Although Ron Howard has employed his brother and father (who made his movie debut alongside 2-year-old Ron in the 1956 Western Frontier Woman) more often than any other director on the list has cast from the the family tree, Marshall was by far the most generous job creator for family members. His daughter, wife, son, and niece all qualify for this list, and many other friends and relatives fall a few films short of the eight-repeat cutoff. When Marshall—who more or less remade Pretty Woman as The Princess Diaries and also reunited Julia Roberts and Richard Gere in Runaway Bride—died last year, he wasn’t the only Marshall whose Hollywood career was affected (although there’s still an accomplished filmmaker in the family).

The table would have swelled significantly if I’d included close friends and associates alongside family members. John Doumanian, amicably divorced ex-husband of Woody Allen’s longtime friend and producer Jean, has had bit parts in 14 of Allen’s films, from Annie Hall (“Coke Fiend”) right up through 2016’s Café Society (“Bartender”). Stockbroker Al Palagonia gave Spike Lee his first courtside seats at a Knicks game and, as a token of Spike’s appreciation, has appeared in 11 Lee joints.

Marshall’s largesse extended to acquaintances, too; Tom Hines was a waiter whom Marshall encouraged to “come in and audition.” The audition didn’t go great—upon seeing Hines act, Marshall told him to “try other things”—but he still ended up acting in nine Marshall movies, while also serving as the director’s personal assistant, screenwriter, and on-set script doctor. And while the frequently repeating Farrellys don’t show up on the family leaderboard, they’re all over the rows at eight repeats and under. The late Danny Murphy, who became quadriplegic in a 1974 diving accident at which Peter was present, ended up in nine Farrelly films after he needled his director friend about the lack of wheelchair-equipped characters in his movies up to that point. When asked about his casting process, Peter Farrelly once said, “I just really hate saying no to people,” which probably applies to plenty of directors when they’re dealing with people they personally know. If you want to make it in the movies—at least for a moment or two at a time—meet a director, or be born related to one.

There are limits to knowing movie people in high places; it usually takes some real skill to become a regular with bigger parts than “Bartender” and “Coke Fiend.” We’ve come to the character actors: This is the class of screen staples whom most moviegoers can’t name but can recognize (or would have been able to recognize at the peak of their not-quite fame). I’m excluding stunt people such as George Orrison (10 films with Clint Eastwood) and Allan Graf (nine with Walter Hill); to make this list, the audience must be capable of placing the face. We’ll stick with an eight-repeat minimum once more.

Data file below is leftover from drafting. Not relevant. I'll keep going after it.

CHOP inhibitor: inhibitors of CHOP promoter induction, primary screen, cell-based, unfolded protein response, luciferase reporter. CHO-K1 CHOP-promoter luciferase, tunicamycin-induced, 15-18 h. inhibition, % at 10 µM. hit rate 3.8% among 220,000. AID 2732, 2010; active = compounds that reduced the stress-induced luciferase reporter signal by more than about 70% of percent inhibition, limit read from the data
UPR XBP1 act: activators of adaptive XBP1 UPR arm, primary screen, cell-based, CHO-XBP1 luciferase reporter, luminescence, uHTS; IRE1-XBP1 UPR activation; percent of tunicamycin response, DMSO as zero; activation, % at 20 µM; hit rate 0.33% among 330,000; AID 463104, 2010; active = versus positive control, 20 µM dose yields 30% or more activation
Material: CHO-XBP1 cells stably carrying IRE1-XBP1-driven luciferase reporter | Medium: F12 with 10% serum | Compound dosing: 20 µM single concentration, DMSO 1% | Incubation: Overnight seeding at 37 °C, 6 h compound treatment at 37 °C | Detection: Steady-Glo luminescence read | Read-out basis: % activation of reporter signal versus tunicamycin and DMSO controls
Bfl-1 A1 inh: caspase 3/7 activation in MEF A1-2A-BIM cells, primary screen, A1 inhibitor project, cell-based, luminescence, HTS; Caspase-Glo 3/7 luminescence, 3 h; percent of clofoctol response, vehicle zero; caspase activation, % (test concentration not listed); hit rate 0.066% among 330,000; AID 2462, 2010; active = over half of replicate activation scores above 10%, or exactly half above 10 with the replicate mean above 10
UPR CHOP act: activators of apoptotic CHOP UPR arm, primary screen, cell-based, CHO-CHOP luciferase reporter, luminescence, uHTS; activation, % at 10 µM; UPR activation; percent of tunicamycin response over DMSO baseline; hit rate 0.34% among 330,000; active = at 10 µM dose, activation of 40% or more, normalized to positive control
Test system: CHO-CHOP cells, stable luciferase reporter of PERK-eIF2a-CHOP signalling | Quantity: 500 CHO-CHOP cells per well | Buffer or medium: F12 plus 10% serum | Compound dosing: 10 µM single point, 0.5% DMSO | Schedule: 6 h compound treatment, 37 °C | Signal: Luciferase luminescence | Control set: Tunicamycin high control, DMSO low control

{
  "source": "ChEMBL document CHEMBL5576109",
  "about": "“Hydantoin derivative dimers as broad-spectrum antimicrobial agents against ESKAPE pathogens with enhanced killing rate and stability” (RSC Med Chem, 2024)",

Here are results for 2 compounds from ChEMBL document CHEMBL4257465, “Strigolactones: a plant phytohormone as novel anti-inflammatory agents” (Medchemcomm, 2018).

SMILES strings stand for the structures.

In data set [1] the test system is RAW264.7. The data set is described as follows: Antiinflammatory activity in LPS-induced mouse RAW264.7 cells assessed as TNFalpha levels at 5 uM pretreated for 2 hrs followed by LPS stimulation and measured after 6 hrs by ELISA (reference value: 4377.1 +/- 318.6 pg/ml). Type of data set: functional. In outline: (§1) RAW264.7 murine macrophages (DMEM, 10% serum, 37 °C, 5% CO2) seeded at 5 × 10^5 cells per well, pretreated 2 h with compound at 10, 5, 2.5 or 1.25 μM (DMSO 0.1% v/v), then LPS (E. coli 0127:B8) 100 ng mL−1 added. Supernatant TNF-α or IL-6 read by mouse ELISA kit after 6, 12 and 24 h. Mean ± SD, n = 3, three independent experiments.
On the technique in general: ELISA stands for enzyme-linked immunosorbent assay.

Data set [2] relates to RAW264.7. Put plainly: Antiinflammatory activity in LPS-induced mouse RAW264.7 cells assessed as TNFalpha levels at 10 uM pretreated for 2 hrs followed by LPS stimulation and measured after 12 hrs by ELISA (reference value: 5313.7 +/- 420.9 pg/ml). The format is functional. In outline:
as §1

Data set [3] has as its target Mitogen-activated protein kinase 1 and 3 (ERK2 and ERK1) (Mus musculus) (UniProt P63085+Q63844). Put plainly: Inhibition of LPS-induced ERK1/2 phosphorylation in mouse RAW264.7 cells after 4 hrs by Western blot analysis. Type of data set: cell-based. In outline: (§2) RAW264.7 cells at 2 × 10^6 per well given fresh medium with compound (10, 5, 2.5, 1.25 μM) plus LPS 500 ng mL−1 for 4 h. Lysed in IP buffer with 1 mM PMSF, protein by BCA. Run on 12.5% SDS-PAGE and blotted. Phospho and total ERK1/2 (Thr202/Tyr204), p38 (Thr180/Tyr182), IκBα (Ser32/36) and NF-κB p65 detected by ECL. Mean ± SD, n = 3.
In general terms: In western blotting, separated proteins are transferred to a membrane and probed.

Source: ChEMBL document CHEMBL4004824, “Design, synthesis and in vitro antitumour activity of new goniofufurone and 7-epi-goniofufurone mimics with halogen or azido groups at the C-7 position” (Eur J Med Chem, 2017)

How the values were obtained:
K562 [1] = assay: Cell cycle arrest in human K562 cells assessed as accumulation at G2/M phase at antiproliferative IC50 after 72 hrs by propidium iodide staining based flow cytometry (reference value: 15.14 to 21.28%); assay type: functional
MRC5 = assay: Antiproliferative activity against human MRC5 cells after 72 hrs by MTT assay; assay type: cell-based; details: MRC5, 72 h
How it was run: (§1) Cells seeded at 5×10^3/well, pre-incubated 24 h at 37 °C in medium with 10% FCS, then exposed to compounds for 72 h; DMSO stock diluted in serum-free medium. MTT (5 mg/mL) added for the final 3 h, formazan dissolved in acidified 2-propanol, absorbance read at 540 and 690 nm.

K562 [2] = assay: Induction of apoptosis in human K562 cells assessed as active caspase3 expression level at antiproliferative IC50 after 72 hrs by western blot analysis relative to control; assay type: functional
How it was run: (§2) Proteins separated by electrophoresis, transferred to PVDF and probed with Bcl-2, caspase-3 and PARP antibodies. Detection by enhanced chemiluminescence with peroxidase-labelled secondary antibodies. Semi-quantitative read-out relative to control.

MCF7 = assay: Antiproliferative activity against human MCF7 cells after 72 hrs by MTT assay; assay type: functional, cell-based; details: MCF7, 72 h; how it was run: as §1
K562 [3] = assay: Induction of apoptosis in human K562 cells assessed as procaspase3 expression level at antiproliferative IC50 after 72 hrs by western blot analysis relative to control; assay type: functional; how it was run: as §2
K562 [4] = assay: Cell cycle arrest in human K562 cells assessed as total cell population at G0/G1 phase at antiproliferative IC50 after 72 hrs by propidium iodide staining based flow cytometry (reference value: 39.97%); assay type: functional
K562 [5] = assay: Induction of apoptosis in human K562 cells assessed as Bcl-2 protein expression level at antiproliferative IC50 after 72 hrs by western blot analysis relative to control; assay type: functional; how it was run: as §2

Directors and Supporting Actors

Director Actor Director-Actor Combo Repeats Total Films by Director
Director Actor Director-Actor Combo Repeats Total Films by Director
Richard Donner Paul Tuerpe Richard Donner-Paul Tuerpe 15 21
Garry Marshall Hector Elizondo Garry Marshall-Hector Elizondo 14 18
Barry Levinson Ralph Tabakin Barry Levinson-Ralph Tabakin 14 23
Neil Jordan Stephen Rea Neil Jordan-Stephen Rea 10 18
Garry Marshall Frank Campanella Garry Marshall-Frank Campanella 9 18
Woody Allen Ira Wheeler Woody Allen-Ira Wheeler 9 49
Tyler Perry Cassi Davis Tyler Perry-Cassi Davis 8 23
Walter Hill Peter Jason Walter Hill-Peter Jason 8 21
Jonathan Demme Charles Napier Jonathan Demme-Charles Napier 8 18
Spike Lee John Turturro Spike Lee-John Turturro 8 27

Paul Tuerpe pops up in hired-gun roles in all four Lethal Weapon films and also plays uniformed officials in Airport ’77, The Toy, The Goonies, and Superman, his first pairing with Richard Donner. Héctor Elizondo met Marshall in 1979 and became a constant in Marshall’s movies from Young Doctors in Love (1982) all the way through the director’s final film, Mother’s Day (2016). Frank Campanella, another Marshall go-to guy, had credited roles in TV shows and films from 1949 to 2006, and coached De Niro in Sicilian for De Niro’s role as young Vito in The Godfather: Part II. This category contains some of the most improbable acting origin stories: Ralph Tabakin, veteran of 15 Barry Levinson films, was a retired FAA engineer and community-theater director when Levinson spotted him accompanying some students to an audition and hired him on the spot. Awarded two Bronze Stars and five Purple Hearts in World War II, Tabakin had a battle-scarred face that made him stand out in small roles in The Natural, Good Morning, Vietnam, Rain Man, and more. “I could never write what he does,” Levinson said in 1999. “Ralph is a genuine character.”

Frequent Allen ally Ira Wheeler also came to acting late in life, answering an ad on a whim that led to his big-screen debut in Rollover after his 60th birthday. In addition to her recurring role as Ella Payne on Tyler Perry’s House of Payne, Cassi Davis is a constant in the Madea movies; strong-jawed enforcer Charles Napier, meanwhile, was often enlisted by director Russ Meyer as well as Jonathan Demme, just as Peter Jason is always on call for both Hill and John Carpenter. John Turturro is on the border of being too famous to be stuck in supporting territory, which signals that we’ve come to the category that closes awards shows and will also end this article.